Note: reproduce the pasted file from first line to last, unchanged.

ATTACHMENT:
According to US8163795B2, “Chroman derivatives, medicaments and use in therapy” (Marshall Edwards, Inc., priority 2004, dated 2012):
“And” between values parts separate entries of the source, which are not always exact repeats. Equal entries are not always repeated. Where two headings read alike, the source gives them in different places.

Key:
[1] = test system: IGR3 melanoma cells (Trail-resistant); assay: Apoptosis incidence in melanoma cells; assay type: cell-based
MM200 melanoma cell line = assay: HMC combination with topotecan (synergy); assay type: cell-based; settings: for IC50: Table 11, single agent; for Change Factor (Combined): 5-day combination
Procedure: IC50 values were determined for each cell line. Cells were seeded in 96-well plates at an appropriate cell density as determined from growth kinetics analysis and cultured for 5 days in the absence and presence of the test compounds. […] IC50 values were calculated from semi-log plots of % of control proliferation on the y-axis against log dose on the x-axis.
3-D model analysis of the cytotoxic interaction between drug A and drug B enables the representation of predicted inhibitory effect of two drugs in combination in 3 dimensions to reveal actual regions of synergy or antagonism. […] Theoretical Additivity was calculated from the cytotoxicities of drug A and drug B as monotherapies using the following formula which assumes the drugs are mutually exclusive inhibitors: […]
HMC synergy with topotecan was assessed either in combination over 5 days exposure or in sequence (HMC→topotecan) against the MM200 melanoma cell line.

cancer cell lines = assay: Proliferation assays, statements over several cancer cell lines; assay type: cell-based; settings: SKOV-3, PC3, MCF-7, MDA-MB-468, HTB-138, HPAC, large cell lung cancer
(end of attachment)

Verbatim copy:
According to US8163795B2, “Chroman derivatives, medicaments and use in therapy” (Marshall Edwards, Inc., priority 2004, dated 2012):
“And” between values parts separate entries of the source, which are not always exact repeats. Equal entries are not always repeated. Where two headings read alike, the source gives them in different places.

Key:
[1] = test system: IGR3 melanoma cells (Trail-resistant); assay: Apoptosis incidence in melanoma cells; assay type: cell-based
MM200 melanoma cell line = assay: HMC combination with topotecan (synergy); assay type: cell-based; settings: for IC50: Table 11, single agent; for Change Factor (Combined): 5-day combination
Procedure: IC50 values were determined for each cell line. Cells were seeded in 96-well plates at an appropriate cell density as determined from growth kinetics analysis and cultured for 5 days in the absence and presence of the test compounds. […] IC50 values were calculated from semi-log plots of % of control proliferation on the y-axis against log dose on the x-axis.
3-D model analysis of the cytotoxic interaction between drug A and drug B enables the representation of predicted inhibitory effect of two drugs in combination in 3 dimensions to reveal actual regions of synergy or antagonism. […] Theoretical Additivity was calculated from the cytotoxicities of drug A and drug B as monotherapies using the following formula which assumes the drugs are mutually exclusive inhibitors: […]
HMC synergy with topotecan was assessed either in combination over 5 days exposure or in sequence (HMC→topotecan) against the MM200 melanoma cell line.

cancer cell lines = assay: Proliferation assays, statements over several cancer cell lines; assay type: cell-based; settings: SKOV-3, PC3, MCF-7, MDA-MB-468, HTB-138, HPAC, large cell lung cancer